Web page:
Stranger still is one sketch where a man sneaks into a rapper’s house to rob him, only to listen from his hiding space in a closet as the rapper recites a recently written verse… about torturing and killing a man who snuck into his house to rob him. The man in the verse has the same name as the robber. The man in the verse was found hiding in a closet, where the robber currently is. The man in the verse is said to have been left for dead behind the rapper’s couch. As the robber attempts to escape, he sees a body behind the couch… Wearing clothes that look a bit like his from what we’ve seen.
A commenter pointed out that the sketch plays out a bit like a ghost story in which a murder victim is reliving their death. As much as I like that idea, I still prefer to think of it as yet another example of Caleb’s characters encountering a horrifying, nonsensical situation they couldn’t have possibly prepared for. Again, his worlds often operate on Looney Tunes logic.
Which probably accounts for why I like the videos. Growing up, I was fond of a lot of the cartoons that often featured tormented, comparative “straight men” characters being foiled, terrorized and nearly killed by an illogical world. One character can quickly paint a tunnel into the side of a hill and run through it to escape, but their pursuer will run into solid rock and crush their face if they try to do the same. A parachute cord gets pulled and an anvil impossibly comes out of the backpack. If you’re Wile E. Coyote, every product you buy not only malfunctions, but does so in a way that will defy logic, physics, or both in order to hurt you.
On a surface level this may well seem like an unrelatable fear. And in cartoons or comedy vignettes the situation is exaggerated to absurd degrees that make it far funnier than it is frightful. But it is something that many of us have felt at some time, on a more grounded level. Dare I say most of us. The concern that your basic, common sense understanding of how the world should work does not apply.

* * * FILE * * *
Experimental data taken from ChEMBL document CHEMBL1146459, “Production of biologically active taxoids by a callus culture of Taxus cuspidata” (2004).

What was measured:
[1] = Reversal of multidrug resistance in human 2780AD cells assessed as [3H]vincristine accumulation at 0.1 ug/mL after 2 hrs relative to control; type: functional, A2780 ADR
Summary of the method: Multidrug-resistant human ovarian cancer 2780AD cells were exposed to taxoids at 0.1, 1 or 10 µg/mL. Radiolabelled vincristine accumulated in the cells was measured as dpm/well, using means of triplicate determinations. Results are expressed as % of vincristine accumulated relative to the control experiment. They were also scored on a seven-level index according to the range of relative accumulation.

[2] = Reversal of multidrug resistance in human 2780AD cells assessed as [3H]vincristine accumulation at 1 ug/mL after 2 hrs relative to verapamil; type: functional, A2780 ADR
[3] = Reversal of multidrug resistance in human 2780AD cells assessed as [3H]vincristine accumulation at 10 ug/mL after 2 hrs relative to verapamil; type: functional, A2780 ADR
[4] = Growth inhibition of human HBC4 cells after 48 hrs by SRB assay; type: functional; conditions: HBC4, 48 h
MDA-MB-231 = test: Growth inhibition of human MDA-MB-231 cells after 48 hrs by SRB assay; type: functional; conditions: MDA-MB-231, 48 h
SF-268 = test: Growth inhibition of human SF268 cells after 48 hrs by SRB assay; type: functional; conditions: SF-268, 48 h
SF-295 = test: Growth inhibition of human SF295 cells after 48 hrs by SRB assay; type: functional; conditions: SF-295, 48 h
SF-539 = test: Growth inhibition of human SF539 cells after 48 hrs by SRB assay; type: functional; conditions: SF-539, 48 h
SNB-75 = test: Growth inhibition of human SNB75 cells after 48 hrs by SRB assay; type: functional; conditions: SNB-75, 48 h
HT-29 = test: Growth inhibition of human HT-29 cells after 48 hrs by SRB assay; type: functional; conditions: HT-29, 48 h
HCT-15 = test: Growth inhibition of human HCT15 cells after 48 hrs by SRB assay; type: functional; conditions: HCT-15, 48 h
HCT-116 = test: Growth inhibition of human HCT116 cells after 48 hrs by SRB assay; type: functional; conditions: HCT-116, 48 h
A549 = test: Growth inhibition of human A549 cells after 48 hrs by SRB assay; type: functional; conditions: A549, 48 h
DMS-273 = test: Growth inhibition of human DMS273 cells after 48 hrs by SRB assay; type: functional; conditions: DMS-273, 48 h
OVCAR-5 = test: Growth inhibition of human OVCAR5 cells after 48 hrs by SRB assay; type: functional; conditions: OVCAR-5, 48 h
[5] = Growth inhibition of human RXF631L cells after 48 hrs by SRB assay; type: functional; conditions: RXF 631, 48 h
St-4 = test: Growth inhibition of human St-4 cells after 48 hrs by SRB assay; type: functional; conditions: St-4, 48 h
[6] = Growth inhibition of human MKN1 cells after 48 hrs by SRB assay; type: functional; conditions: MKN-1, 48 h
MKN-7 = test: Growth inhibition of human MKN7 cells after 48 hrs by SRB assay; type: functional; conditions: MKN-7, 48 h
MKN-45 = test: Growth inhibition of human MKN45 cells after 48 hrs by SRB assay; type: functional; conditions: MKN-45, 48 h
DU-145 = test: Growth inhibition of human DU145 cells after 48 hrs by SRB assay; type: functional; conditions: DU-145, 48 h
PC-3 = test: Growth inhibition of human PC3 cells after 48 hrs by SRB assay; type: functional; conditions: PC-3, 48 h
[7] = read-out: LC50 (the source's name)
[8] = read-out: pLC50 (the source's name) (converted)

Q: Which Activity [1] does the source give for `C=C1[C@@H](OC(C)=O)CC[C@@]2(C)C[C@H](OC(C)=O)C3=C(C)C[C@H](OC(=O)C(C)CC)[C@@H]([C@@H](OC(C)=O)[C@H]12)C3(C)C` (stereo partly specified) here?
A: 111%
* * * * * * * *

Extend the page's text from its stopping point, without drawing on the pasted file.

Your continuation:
This can be a product of unusual or extreme natural phenomena. One thing we learn from the simple experience of walking and often falling when we’re very young, for instance, is that the ground is solid. Yet, a severe enough earthquake can make the ground move in waves, like it’s fluid. Under the right circumstances it can bring about soil liquefaction, a phenomenon in which the sturdiness of previously firm ground can be reduced to a sort of spongy, springy surface that’s a bit like a waterbed threatening to turn into quicksand. What this looks like in action can be observed on a much smaller scale in two videos posted by Matt Robinson, which I’ll link to in the show notes. When you get a chance to watch those videos, seeing Matt literally bounce on the strange, muddy, earthen trampoline he’s made, imagine trying to run through a field of such terrain. What happens when you fall? Partially sink into it? What do you do when the thing that we all walk on, that is considered synonymous with stability, without warning becomes almost as unstable as a body of water?